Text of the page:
One of the ways to take advantage of a market downturn is to regularly contribute a fixed amount to your investment portfolio. The main benefit of this, as opposed to making a lump sum payment, is that it can help to reduce the impact of market volatility.
If you’re contributing the same amount of money as you were when markets were performing well, then when markets fall, you’re effectively purchasing at lower prices. For long-term investors, this is a great way of taking the guess work out of timing when to invest. The reality is, no one knows the best time to invest. Regular investing creates discipline – it forces you to buy in tough times (when prices are cheap, but people are fearful). And that can pay off over the long run.
5. Seek support from professionals
You may not have the time or resources to do the analysis required to identify quality long-term investments so investing with a professional investment manager is an alternative.
These companies have teams of experienced investment professionals doing the hard work for you and you pay them a fee for it. It’s important to consider if you’re comfortable with their investment approach and how they manage risk versus return.
Obtaining independent advice from a financial adviser, before making any decisions, can help you design a plan to achieve your own financial goals. It may also provide you with a better understanding about the risks and rewards of investing and the appropriate investments for you.
For free general advice call 132 652 or find an adviser
Bottom line: share markets are unpredictable so remember to keep a long-term perspective. It’s important to stay informed and seek support from professionals.
- "Investment management - MLC's investment philosophy"
- "How different investment types play a role in market volatility" (article)
- "Invest with your head, not your heart: managing investment risk" (article)
- "Five things to consider before investing" (article)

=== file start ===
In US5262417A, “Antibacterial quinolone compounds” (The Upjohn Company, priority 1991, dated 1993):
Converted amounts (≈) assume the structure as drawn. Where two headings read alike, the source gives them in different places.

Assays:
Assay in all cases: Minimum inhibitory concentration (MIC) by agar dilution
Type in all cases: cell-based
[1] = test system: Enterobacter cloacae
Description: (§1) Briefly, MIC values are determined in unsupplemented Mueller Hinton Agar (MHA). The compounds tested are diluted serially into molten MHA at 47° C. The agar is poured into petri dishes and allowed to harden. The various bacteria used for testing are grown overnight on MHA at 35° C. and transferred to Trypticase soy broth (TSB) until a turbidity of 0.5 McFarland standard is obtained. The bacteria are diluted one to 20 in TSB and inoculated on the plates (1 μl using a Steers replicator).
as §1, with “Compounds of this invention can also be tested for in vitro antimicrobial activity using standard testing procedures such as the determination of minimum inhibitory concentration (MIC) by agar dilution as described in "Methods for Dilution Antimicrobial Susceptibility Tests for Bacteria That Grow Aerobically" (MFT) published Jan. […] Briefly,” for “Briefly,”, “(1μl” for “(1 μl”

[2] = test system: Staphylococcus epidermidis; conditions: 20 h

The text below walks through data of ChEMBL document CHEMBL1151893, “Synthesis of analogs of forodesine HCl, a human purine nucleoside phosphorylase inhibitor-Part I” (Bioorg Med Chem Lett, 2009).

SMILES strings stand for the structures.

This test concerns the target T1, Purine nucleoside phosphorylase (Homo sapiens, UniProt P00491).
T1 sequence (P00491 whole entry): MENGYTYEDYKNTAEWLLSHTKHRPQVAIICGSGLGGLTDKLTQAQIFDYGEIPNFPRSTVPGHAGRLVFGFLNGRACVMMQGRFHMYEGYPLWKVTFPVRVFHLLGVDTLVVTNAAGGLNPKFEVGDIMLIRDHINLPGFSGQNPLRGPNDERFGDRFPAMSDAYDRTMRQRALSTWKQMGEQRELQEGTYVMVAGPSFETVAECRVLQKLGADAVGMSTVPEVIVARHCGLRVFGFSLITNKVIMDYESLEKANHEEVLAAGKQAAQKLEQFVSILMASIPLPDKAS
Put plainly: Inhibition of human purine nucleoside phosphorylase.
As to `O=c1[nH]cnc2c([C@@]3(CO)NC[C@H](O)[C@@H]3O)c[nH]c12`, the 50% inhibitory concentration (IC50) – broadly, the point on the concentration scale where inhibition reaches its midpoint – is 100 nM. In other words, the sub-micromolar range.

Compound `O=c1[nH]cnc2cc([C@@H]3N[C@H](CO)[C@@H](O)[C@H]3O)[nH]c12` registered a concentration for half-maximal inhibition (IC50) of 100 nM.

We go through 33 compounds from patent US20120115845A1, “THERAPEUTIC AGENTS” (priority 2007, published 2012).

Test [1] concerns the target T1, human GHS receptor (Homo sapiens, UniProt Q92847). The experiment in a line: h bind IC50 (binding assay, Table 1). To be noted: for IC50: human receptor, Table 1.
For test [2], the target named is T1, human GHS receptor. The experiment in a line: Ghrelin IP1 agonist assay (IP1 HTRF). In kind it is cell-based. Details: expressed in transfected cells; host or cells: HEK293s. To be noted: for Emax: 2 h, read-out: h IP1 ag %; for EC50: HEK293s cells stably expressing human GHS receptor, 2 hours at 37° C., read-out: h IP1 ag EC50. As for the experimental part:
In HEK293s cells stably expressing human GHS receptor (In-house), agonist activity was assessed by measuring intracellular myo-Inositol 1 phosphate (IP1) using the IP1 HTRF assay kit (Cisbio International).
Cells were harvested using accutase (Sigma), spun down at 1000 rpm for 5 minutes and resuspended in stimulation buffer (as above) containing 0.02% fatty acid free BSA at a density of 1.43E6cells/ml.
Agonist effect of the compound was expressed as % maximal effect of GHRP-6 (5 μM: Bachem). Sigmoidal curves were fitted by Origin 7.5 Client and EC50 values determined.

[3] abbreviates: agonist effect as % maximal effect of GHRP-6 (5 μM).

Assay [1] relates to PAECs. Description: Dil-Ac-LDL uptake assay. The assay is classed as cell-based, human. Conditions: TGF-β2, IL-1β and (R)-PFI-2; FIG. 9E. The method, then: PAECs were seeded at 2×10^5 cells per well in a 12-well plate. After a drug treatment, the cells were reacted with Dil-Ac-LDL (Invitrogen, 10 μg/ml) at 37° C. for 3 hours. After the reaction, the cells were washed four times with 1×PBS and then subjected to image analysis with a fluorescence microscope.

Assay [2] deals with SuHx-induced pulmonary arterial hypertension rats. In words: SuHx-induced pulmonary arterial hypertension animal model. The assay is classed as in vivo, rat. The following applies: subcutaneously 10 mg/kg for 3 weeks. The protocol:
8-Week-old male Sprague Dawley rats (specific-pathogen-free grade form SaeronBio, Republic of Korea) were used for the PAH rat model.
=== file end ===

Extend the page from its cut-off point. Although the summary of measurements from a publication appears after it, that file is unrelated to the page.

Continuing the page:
Important information and disclaimer
This article has been prepared by NULIS Nominees (Australia) Limited ABN 80 008 515 633 AFSL 236465 (NULIS) as trustee of the MLC Super Fund ABN 70 732 426 024. The information in this article is current as at 31 July 2020 and may be subject to change. This information may constitute general advice. The information in this article is factual in nature and does not take into account your objectives, financial situation or needs. You should consider obtaining independent advice before making any financial decisions based on this information. You should not rely on this article to determine your personal tax obligations. Please consult a registered tax agent for this purpose. An investment with NULIS is not a deposit with, or liability of, and is not guaranteed by NAB or other members of the NAB Group. Opinions constitute our judgement at the time of issue. In some cases information has been provided to us by third parties and while that information is believed to be accurate and reliable, its accuracy is not guaranteed in any way. Subject to terms implied by law and which cannot be excluded, neither NULIS nor any member of the NAB Group accept responsibility for any loss or liability incurred by you in respect of any error, omission or misrepresentation in the information in this communication. Past performance is not a reliable indicator of future performance. The value of an investment may rise or fall with the changes in the market.